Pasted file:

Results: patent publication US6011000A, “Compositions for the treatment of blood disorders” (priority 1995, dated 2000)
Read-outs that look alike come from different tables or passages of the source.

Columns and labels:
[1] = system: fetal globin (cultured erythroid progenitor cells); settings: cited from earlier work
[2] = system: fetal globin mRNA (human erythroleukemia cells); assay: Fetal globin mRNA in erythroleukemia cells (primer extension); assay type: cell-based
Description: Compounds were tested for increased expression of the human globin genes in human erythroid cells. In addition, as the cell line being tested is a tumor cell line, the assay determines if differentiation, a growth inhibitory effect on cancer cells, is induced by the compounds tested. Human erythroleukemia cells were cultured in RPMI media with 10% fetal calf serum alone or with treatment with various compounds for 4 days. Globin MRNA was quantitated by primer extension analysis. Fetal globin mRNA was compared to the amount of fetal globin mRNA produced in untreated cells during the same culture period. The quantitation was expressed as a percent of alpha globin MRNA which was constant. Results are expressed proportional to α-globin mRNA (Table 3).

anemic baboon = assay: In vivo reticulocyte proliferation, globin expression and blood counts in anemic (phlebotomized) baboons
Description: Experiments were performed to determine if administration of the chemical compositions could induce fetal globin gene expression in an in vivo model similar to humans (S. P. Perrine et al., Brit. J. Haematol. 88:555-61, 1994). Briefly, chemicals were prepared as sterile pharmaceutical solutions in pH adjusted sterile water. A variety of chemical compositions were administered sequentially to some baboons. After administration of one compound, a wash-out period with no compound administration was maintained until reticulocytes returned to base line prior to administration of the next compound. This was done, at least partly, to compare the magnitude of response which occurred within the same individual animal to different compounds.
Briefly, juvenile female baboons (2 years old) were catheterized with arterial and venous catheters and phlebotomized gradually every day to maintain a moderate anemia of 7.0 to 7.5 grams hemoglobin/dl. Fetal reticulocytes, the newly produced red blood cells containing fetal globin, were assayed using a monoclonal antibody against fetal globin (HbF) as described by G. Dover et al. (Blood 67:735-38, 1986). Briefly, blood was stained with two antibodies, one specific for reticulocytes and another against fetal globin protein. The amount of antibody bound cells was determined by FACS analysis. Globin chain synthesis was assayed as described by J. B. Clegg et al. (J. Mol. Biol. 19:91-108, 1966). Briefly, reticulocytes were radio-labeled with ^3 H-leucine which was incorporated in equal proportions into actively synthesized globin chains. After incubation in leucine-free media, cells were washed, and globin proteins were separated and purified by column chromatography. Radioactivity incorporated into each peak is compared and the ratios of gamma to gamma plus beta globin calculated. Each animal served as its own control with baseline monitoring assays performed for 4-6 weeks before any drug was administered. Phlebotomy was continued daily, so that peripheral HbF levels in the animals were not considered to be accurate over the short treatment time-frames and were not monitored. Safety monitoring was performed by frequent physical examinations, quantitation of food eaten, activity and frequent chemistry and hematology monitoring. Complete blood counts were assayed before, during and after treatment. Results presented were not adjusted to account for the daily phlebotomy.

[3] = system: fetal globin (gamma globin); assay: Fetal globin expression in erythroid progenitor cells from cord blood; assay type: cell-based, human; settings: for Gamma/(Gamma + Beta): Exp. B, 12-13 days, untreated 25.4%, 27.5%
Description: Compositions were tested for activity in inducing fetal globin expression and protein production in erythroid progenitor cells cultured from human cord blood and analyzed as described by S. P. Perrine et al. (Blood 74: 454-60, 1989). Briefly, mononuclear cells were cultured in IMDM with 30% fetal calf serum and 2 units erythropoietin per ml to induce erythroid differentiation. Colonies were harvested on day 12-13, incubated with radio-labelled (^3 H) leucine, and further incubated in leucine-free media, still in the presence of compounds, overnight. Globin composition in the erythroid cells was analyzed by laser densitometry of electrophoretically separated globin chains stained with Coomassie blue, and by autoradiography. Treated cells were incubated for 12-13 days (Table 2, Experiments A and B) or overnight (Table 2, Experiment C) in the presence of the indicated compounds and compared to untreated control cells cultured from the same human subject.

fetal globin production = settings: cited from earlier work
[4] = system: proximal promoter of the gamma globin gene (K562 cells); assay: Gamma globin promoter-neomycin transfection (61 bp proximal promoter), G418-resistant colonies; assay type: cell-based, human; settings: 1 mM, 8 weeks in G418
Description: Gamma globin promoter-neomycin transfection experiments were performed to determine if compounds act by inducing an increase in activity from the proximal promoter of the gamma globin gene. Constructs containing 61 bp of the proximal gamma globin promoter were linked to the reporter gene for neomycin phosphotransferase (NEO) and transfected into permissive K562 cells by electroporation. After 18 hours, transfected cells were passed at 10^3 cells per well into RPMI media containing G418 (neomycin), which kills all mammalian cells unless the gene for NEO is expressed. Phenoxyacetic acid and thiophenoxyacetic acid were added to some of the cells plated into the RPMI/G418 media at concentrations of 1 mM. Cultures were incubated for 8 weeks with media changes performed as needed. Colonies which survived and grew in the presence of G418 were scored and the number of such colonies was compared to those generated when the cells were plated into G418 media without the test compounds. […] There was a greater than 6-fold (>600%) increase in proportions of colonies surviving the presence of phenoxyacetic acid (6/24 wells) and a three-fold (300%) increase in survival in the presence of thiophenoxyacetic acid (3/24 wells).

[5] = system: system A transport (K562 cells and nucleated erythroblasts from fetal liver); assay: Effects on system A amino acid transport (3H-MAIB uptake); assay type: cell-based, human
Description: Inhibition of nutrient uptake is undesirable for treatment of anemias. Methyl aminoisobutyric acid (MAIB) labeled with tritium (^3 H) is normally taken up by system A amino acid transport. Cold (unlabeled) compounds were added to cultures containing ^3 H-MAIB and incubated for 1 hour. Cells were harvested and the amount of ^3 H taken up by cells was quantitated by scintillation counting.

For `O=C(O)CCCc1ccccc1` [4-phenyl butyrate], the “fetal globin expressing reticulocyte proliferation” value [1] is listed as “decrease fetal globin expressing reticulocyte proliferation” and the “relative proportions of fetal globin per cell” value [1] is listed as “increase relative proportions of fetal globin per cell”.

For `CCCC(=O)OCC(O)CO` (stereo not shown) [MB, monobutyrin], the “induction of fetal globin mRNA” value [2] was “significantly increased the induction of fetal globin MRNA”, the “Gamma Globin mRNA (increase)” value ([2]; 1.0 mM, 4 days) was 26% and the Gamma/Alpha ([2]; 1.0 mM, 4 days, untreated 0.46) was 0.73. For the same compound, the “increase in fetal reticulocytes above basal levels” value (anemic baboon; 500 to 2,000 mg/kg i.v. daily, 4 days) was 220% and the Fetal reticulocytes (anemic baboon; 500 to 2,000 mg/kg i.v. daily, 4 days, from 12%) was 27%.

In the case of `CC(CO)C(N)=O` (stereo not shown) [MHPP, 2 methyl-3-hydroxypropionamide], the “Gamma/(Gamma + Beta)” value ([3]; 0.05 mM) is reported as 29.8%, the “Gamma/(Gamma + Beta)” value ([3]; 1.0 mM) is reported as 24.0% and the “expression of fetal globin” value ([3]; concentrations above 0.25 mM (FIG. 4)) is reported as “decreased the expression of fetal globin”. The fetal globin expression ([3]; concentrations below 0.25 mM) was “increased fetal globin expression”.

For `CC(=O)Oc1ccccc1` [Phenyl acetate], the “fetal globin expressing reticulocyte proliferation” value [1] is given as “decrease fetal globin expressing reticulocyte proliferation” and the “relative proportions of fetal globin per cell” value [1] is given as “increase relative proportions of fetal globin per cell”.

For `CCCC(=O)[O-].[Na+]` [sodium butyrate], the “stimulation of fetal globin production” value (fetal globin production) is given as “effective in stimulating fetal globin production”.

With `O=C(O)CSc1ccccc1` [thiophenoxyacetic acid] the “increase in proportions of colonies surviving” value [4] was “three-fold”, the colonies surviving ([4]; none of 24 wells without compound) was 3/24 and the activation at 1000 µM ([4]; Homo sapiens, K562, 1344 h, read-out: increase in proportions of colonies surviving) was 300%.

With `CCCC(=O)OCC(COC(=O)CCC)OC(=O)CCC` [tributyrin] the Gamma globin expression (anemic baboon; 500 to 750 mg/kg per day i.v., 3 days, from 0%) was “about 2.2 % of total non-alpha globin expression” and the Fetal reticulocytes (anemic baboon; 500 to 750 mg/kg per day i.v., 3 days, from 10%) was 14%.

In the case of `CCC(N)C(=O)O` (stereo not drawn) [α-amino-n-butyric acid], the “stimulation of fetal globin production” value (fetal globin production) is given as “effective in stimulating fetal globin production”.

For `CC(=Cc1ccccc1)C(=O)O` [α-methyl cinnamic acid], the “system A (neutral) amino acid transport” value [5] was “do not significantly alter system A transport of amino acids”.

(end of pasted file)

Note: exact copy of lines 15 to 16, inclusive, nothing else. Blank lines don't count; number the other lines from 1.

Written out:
[5] = system: system A transport (K562 cells and nucleated erythroblasts from fetal liver); assay: Effects on system A amino acid transport (3H-MAIB uptake); assay type: cell-based, human
Description: Inhibition of nutrient uptake is undesirable for treatment of anemias. Methyl aminoisobutyric acid (MAIB) labeled with tritium (^3 H) is normally taken up by system A amino acid transport. Cold (unlabeled) compounds were added to cultures containing ^3 H-MAIB and incubated for 1 hour. Cells were harvested and the amount of ^3 H taken up by cells was quantitated by scintillation counting.